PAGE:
According to the prior art, several methods for sanifying/sterilizing cork stoppers are known, ranging from the washing in hot water to the use of UHV rays (gamma 25 kGy rays).

While such methods achieve the object of neutralising the polluting action of the stopper, they exhibit the drawback of affecting the cork mass, thus altering the physical-chemical features of the stopper.

The most important prior art documents are: EP 1 826 248 A1 and IT 1 048 882 B.

The object of the present finding is to provide a sanification/sterilization method to subject the cork stoppers to make them “neutral” relative to the bottled contents, without altering the chemical-physical properties of the cork.

Such object is achieved by providing a method characterised by applying a film on the outer surface of the cork cells of the stopper which, in addition to not affecting the organic components found in the cork, allows the mass to “transpire” and thereby to be TCA (trichloroanisole)-proof, a substance which gives to the wine the typical “cork stopper odour”, and TeCA (tetrachloroanisole)-proof, which causes the as typical “mould taste”.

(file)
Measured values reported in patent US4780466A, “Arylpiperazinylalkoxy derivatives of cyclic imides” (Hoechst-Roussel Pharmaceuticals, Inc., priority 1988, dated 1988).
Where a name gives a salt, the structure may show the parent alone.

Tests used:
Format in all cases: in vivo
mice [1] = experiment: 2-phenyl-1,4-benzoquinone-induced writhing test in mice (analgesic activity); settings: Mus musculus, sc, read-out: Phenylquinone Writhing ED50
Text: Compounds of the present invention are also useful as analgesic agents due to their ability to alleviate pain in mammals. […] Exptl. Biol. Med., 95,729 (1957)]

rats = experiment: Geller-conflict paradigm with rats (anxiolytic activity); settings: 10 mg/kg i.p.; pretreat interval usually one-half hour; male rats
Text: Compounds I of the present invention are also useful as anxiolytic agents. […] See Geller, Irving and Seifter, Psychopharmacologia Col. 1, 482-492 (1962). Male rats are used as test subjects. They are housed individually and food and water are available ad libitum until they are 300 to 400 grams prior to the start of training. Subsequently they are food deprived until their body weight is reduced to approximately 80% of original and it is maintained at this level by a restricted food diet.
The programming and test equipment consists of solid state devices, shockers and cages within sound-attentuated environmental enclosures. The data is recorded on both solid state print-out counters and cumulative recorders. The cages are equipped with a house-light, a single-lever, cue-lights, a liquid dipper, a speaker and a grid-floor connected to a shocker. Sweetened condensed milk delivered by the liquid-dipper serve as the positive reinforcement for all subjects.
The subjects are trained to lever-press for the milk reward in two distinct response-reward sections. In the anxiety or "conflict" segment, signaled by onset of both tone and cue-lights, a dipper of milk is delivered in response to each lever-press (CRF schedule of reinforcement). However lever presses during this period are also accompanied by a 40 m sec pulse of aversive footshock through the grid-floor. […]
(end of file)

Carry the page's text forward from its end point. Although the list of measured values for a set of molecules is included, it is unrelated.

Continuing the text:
In particular, the method of the finding provides for coating the surface of cork cells of the stopper with a film having a morphologically reticulated structure with cells being smaller in size than the cork cells and such as to allow the passage of oxygen; at the same time, such film acts as a barrier against dust and impurities that may penetrate the cork mass to pollute it.

Such method is made possible by recent studies on the so-called “nanotechnologies”, which have allowed thin membranes to be made, known as “nanostructures”.

In the practice the cork stopper, the cells whereof have a reticulated structure having the size in the order of 10−3, is permeated with material that adheres to the cork cells, forming a film having a nanometric grain size, i.e. in the order of 10−9.